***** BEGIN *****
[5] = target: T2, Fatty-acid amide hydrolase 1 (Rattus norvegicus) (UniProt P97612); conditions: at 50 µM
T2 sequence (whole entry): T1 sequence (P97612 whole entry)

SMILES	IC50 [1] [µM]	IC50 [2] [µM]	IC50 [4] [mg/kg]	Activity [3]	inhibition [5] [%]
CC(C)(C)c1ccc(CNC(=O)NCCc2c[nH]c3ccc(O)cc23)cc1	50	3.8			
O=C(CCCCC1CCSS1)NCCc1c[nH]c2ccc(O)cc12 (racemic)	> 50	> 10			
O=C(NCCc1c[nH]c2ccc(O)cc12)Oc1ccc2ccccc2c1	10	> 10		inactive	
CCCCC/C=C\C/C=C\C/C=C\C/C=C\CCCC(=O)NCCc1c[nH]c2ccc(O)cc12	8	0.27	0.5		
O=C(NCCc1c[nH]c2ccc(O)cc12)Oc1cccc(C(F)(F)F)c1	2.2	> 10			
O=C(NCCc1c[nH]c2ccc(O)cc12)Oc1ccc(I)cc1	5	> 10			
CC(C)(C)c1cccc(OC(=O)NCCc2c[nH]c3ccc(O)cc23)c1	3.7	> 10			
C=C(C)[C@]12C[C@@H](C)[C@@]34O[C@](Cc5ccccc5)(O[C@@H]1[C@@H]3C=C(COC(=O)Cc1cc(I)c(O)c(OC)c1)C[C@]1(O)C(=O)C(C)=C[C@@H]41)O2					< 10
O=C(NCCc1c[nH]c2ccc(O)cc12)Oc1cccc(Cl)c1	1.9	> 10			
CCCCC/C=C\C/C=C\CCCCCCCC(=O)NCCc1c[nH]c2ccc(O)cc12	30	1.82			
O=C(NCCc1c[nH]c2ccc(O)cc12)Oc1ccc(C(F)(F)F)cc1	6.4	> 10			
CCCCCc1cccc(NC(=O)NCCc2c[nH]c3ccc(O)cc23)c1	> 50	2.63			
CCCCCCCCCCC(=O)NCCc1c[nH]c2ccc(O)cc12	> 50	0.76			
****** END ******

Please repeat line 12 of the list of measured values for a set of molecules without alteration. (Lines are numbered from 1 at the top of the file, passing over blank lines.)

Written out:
O=C(NCCc1c[nH]c2ccc(O)cc12)Oc1cccc(Cl)c1	1.9	> 10			